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ISLAMABAD: Prime Minister Shehbaz Sharif on Tuesday indicated that the government was finally ready to swallow the bitter pill of the International Monetary Fund’s (IMF) “stringent” conditions to revive the loan programme.
The ruling Pakistan Democratic Movement (PDM) alliance was ready to sacrifice its political career for the sake of the country, he said, addressing the launch of ‘PM Youth Loan Scheme for Business and Agriculture’. Mr Sharif said the government has clearly conveyed its intentions to complete the ninth review to the IMF.
“We are ready and want to sit down regarding your [IMF’s] conditions so that [the review] can be concluded and Pakistan moves forward,” he said.
“I spoke to the IMF managing director two weeks ago and we have proactively approached them… so that the programme moves forward, in addition to other multilateral and bilateral programmes,” he added.
He said Pakistan has been given a clear message “from left and right” that it would not be abandoned, but it should “stitch” the IMF programme.
This was an apparent reference to reports that friendly nations and other global lending institutions are looking at the fate of the programme to provide financial aid to Pakistan.
As the economic crisis worsens, Islamabad has been making hectic efforts to convince the IMF to complete the review — pending since Sept 2022 — which will be followed by the release of funds.
However, the strings attached to the move have been a sticking point between the global lender and Pakistan.
The conditions include the withdrawal of subsidies of electricity subsidies, rationalising of gas tariffs in line with prices in the international market, market-determined exchange rate and removal of the ban on the opening of LCs.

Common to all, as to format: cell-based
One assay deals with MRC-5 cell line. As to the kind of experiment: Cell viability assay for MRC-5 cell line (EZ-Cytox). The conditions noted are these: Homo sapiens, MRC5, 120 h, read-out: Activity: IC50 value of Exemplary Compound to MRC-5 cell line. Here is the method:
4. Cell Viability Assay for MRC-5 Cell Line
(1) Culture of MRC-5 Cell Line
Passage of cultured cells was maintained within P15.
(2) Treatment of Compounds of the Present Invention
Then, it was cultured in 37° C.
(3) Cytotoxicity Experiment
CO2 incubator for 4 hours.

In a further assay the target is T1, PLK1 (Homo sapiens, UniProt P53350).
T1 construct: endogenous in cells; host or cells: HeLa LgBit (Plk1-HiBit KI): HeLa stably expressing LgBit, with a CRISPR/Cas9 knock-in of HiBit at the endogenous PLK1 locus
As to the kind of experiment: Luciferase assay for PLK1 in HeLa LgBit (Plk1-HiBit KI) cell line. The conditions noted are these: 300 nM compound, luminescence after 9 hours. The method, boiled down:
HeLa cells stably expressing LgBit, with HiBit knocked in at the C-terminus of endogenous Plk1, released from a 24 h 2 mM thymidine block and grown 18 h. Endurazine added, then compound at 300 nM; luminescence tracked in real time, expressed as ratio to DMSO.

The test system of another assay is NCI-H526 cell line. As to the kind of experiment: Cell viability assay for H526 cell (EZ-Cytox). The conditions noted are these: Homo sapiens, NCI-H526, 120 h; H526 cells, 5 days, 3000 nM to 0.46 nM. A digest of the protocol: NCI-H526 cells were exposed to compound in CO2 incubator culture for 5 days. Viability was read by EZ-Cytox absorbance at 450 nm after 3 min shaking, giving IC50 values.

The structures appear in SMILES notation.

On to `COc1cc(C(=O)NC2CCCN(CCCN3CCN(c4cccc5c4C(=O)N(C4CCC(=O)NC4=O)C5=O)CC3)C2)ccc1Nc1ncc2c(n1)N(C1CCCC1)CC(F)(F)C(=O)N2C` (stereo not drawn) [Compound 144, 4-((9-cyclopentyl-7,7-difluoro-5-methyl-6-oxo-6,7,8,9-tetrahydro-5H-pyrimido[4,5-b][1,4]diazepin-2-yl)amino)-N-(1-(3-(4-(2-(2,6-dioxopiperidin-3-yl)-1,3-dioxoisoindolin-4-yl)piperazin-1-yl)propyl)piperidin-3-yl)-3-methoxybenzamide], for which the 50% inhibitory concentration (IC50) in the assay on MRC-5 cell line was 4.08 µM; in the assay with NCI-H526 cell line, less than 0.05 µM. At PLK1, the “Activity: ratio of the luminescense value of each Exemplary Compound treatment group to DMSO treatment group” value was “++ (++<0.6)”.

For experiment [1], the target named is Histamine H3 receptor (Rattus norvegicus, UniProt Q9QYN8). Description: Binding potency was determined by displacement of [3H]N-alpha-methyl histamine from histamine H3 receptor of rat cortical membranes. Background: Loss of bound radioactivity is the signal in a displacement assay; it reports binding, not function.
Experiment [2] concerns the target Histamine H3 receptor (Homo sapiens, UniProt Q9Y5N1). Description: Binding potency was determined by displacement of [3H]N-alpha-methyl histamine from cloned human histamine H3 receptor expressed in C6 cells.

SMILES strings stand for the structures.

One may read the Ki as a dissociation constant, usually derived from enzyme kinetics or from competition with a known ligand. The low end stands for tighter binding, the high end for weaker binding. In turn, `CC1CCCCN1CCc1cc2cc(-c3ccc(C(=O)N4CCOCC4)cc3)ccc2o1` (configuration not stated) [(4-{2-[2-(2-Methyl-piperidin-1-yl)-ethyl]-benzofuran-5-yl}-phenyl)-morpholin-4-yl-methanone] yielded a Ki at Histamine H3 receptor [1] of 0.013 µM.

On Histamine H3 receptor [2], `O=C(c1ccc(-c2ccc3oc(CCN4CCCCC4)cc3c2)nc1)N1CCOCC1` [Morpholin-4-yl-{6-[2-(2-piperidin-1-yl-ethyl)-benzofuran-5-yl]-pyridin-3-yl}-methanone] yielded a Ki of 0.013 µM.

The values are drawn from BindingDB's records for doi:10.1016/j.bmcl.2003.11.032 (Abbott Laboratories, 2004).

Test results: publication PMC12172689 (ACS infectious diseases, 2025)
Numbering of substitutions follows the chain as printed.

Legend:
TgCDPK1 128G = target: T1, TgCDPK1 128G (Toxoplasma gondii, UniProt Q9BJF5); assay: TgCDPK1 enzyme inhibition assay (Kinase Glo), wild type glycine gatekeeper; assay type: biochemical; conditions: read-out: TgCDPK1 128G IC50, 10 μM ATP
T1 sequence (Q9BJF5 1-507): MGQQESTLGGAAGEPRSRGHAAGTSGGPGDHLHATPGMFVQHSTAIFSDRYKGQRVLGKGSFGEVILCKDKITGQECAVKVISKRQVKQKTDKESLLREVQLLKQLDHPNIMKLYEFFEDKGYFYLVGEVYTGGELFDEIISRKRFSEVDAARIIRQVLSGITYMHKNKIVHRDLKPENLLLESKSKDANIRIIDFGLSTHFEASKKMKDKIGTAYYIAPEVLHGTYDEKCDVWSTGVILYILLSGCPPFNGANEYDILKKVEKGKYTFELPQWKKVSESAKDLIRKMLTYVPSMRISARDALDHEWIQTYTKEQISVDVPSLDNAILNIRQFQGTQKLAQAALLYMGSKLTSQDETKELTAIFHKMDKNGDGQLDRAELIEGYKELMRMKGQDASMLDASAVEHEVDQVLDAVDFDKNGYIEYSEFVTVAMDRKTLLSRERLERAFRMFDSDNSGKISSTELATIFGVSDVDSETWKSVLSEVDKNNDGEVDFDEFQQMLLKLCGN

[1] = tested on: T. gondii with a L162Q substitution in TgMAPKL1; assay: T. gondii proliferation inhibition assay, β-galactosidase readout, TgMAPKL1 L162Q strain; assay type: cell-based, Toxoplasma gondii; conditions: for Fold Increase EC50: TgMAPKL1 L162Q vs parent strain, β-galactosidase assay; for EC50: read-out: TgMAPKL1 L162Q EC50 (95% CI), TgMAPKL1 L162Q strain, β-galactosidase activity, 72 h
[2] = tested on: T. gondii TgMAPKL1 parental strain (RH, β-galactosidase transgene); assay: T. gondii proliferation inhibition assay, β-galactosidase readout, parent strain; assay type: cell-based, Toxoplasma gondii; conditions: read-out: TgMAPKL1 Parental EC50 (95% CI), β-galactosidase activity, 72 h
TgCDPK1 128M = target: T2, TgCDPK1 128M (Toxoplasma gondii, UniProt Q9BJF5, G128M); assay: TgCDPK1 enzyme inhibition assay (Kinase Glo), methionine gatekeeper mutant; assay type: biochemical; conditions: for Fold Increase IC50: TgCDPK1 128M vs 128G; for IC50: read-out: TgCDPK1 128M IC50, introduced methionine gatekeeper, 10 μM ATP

As it enters the election year, the ruling coalition is wary of implementing the demands as it would lead to a further surge in inflation, already clocking 24.5pc for December.
Talking about the collective responsibility to solve problems plaguing Pakistan, the PM said as Pakistanis and Muslims, the rulers should respond to the difficult situation.
“The people at the helm of affairs – the politicians and the rich – have to set an example, as is unfair to burden the poor with price hikes while the elites and governments splurge loans,” he added.
“What legacy will we leave behind if these issues are not being addressed? It is clear that Pakistan is facing huge challenges and if we have taken responsibility, we will make all-out efforts to steer the country out of the difficulties.”
The PM said the loan scheme was aimed at promoting entrepreneurship among youth by providing them loans on softer terms with less markup.
He added that 15 commercial, Islamic and SME banks will facilitate the government in providing the capital.
All Pakistanis, aged between 21 and 45 years, with entrepreneurial potential are eligible to apply for the loan under the scheme.
The prime minister, while expressing optimism in the abilities of the youth, said they were full of potential and talent. “They would steer Pakistan out of the current issues.”
Under the scheme, he said loans would be extended to young people in different categories, to provide them with an opportunity to excel in different fields.
He added the government was also mulling a scheme to distribute 100,000 laptops on merit among students.
The prime minister urged the nation to conserve resources like water, gas and electricity and help the government to reduce its import bill which had increased significantly in the past few years.
Pakistan was spending $27bn on the import of oil for energy generation and it could be reduced by half if we take practical steps, the PM noted.
In an apparent reference to the PTI’s government in Punjab and Khyber Pakhtunkhwa – which now stand dissolved – the prime minister said two provincial governments impeded the implementation of the Centre’s energy conservation plan.
One government approached the high court for a stay order while another government “in the north” delayed the implementation, the PM said.
He said the PML-N and other allied parties were committed to overcoming the current challenges.
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